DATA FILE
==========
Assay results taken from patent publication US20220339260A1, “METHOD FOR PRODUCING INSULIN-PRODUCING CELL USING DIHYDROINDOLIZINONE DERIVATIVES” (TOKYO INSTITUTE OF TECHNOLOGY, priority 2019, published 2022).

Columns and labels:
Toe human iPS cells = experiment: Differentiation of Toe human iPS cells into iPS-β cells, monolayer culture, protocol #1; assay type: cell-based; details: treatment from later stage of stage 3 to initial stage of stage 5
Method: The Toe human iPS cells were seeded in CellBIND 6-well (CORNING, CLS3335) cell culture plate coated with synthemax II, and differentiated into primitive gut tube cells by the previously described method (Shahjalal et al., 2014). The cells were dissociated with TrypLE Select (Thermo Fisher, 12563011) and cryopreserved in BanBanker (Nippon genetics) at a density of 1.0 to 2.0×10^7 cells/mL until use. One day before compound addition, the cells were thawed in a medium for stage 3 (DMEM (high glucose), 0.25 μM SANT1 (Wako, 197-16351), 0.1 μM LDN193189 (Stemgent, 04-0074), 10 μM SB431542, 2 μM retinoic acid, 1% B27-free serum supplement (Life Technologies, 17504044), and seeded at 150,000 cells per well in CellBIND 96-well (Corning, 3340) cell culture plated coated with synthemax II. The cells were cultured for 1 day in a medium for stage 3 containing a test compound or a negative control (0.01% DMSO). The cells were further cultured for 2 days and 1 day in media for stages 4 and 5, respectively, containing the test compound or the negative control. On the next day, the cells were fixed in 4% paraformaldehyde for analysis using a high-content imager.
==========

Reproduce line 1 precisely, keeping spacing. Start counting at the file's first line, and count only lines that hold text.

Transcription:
Assay results taken from patent publication US20220339260A1, “METHOD FOR PRODUCING INSULIN-PRODUCING CELL USING DIHYDROINDOLIZINONE DERIVATIVES” (TOKYO INSTITUTE OF TECHNOLOGY, priority 2019, published 2022).